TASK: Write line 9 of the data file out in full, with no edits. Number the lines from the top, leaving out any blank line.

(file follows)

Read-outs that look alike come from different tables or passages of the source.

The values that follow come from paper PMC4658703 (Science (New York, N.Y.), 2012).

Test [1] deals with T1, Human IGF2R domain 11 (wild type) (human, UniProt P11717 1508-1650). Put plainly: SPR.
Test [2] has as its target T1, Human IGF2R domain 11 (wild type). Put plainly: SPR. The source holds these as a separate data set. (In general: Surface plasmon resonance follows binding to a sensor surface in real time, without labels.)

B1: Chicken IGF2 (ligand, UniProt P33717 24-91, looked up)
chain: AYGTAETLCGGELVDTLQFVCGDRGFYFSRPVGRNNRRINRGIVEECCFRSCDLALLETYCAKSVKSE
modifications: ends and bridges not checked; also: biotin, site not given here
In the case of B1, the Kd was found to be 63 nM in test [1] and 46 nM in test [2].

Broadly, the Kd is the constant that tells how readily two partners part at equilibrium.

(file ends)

Broadly, the Kd is the constant that tells how readily two partners part at equilibrium.